Excel’s Filter by Selected Cell’s Value is a popular command, and for good reason. It’s a quick way to filter the data that you’re looking at. There are times when I’d like to take it one step further and filter by the values of multiple cells. So I wrote some code and added a “Filter By All Selected Values” item to my right-click menu. It works just like Filter by Selected Cells except you can select multiple cells.
Here’s the result:
There’s one situation where this feature is especially handy: that’s when I need to see all instances in one column of items that match a single characteristic in another column. For instance, “I want to see all the pie orders from customers who have ordered Red Velvet Cheesecake.”
I could do this operation with a Countif formula like…
and then filter to all the rows that return TRUE.
But this new routine allows me to do this without helper columns.
First, select “Red Velvet Cheesecake,” then right-click and choose the regular old Filter > Filter by Selected Cell’s Value. You’ll see all the rows with that value.
Next, select all the customers and run the “Filter by All Selected Values” code. This will filter the Customers column by only the three currently visible names. This is the part that I don’t see how to do easily without this code.
Finally, clear the filter from “Pies” that you set in the first step. The result will match that above with the COUNTIFS formula.
A Brief Commercial Announcement
If you’re wondering how I got those things in my context menu see the MenuRighter page.
The code I wrote works for tables and contiguous areas.
Dim FilterValues() As String
Dim i As Long, j As Long
Dim ColNumberInFilterRange As Long
Dim FilterRange As Excel.Range
Dim InTable As Boolean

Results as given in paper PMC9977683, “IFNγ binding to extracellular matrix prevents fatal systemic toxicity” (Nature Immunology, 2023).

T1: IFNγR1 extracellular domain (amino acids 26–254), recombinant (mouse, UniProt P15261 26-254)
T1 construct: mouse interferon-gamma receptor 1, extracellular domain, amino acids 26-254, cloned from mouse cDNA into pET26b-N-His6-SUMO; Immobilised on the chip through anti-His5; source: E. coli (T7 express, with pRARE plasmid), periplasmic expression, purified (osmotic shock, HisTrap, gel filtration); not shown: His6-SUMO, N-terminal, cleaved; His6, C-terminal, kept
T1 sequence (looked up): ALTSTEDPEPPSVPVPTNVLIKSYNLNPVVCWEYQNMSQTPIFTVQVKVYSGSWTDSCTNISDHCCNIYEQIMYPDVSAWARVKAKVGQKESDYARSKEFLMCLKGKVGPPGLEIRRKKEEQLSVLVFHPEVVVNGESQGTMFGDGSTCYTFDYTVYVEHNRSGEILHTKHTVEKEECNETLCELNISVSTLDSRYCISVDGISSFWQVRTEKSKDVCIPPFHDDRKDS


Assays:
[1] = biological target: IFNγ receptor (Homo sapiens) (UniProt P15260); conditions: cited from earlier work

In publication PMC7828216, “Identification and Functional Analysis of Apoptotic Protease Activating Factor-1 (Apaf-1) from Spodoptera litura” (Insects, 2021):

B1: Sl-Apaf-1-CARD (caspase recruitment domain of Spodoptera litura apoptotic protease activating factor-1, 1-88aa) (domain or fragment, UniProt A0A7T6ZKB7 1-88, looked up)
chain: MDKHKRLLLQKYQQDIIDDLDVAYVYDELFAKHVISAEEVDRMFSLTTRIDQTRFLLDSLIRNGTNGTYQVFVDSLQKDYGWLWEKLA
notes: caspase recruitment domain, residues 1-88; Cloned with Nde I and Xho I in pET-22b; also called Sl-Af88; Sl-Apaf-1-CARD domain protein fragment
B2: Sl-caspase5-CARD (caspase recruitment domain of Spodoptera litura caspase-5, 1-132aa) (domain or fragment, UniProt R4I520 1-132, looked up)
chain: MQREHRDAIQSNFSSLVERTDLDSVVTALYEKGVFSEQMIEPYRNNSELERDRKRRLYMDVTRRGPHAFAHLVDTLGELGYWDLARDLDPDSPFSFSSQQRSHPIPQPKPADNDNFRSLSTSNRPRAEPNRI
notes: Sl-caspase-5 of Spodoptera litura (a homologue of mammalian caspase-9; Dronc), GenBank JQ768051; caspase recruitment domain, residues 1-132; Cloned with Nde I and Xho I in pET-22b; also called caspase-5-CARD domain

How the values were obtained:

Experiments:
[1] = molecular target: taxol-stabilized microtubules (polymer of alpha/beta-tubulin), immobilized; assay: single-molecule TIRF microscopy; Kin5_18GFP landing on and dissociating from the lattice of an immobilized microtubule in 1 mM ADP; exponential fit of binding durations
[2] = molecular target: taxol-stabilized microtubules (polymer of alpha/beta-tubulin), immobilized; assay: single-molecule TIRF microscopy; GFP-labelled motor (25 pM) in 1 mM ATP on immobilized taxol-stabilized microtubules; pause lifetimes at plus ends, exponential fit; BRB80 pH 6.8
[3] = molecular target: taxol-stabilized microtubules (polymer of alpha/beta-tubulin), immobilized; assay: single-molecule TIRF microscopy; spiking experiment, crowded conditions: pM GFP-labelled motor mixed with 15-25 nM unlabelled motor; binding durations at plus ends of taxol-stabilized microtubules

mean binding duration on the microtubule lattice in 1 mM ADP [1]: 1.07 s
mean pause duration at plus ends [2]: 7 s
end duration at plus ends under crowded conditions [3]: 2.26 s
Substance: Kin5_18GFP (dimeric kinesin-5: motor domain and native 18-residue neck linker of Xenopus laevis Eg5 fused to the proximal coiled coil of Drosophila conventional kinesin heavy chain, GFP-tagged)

Dim CollUniqueValues As Collection
Const MAX_FILTER_CELLS As Long = 10000
'Make sure we don't select cells hidden by filter
If Union(ActiveCell.EntireColumn, .EntireColumn).Address <> ActiveCell.EntireColumn.Address Then
MsgBox "Only select from one column"
If .Areas.Count = 1 And .Rows.Count = 1 Then
MsgBox "Select more than one cell"
If .Cells.Count > MAX_FILTER_CELLS Then
MsgBox "Cannot select more than " & MAX_FILTER_CELLS & " cells."
'Set the range to be filtered depending on whether it's a Table or not
If Not ActiveCell.ListObject Is Nothing Then
Set FilterRange = ActiveCell.ListObject.Range
InTable = True
Set FilterRange = ActiveCell.CurrentRegion
If Union(Selection, FilterRange).Address <> FilterRange.Address Then
MsgBox "Please make sure all cells are within the same table or contiguous area."
'If not in a table and we're filtering a different area than currently filtered
'then turn the existing AutoFilter off, so no error when the new area gets filtered.
If Not InTable And ActiveSheet.AutoFilterMode Then
If ActiveSheet.AutoFilter.Range.Address <> .CurrentRegion.Address Then
ActiveSheet.AutoFilterMode = False
'Try to add every selected value to a collection - only unique values will succeed
Set CollUniqueValues = New Collection
For i = 1 To .Areas.Count
For j = 1 To .Areas(i).Cells.Count
On Error Resume Next
CollUniqueValues.Add .Areas(i).Cells(j).Text, .Areas(i).Cells(j).Text
On Error GoTo 0
'Transfer the collection to an array for the AutoFilter function
ReDim Preserve FilterValues(1 To CollUniqueValues.Count)
For i = LBound(FilterValues) To UBound(FilterValues)
FilterValues(i) = CollUniqueValues(i)
'Determine the index of the column to be filtered within the FilterRange
ColNumberInFilterRange = (.Column - FilterRange.Columns(1).Column) + 1
FilterRange.AutoFilter Field:=ColNumberInFilterRange, Criteria1:=FilterValues, Operator:=xlFilterValues
How it Works
The first part of the code consists of a few checks to make sure the selection is more than one cell, is only in one column, and that you haven’t selected a huge number of cells. This last one is controlled by the MAX_FILTER_CELLS constant. I set it at 10,000, a number that ran with no noticeable delay.
After that the code checks whether the ActiveCell is in a table or not. In either case, it assigns the range to be filtered to the FilterRange variable. It then checks that all the currently selected cells reside within either the same table or contiguous area.
The code uses our old friend the “get unique items using a collection” trick. It then applies a filter to the FilterRange.
The trickiest part of the code was defining the conditions that require an Exit Sub, such as selecting in multiple columns. That’s mainly because something like “Selection.Columns.Count” only returns the count of columns in the first Area of a selection. The same thing applies to the Selection’s CurrentRegion. I got around these limitations by using Union and the fact that Selection.Address returns the address for all areas in the the selection.
Here’s a workbook with the code and the pie orders table so you can easily try the filtering I did above.